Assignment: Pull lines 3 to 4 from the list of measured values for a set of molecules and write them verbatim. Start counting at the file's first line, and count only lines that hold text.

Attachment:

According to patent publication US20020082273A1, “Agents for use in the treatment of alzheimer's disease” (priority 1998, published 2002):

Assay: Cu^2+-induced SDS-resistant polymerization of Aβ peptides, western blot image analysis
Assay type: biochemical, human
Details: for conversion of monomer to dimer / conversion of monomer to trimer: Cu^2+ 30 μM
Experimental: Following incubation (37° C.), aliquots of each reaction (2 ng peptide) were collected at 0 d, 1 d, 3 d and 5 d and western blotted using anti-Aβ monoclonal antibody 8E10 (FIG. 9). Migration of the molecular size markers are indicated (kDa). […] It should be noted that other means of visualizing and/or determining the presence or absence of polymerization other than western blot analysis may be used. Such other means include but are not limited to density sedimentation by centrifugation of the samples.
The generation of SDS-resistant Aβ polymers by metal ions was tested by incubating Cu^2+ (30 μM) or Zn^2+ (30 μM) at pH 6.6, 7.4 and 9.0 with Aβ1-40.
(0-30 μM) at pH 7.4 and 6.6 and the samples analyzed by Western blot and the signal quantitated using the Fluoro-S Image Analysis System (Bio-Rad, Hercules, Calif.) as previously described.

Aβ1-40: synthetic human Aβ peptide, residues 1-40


Assay type: biochemical, human
Details: for conversion of monomer to dimer / conversion of monomer to trimer: Cu^2+ 30 μM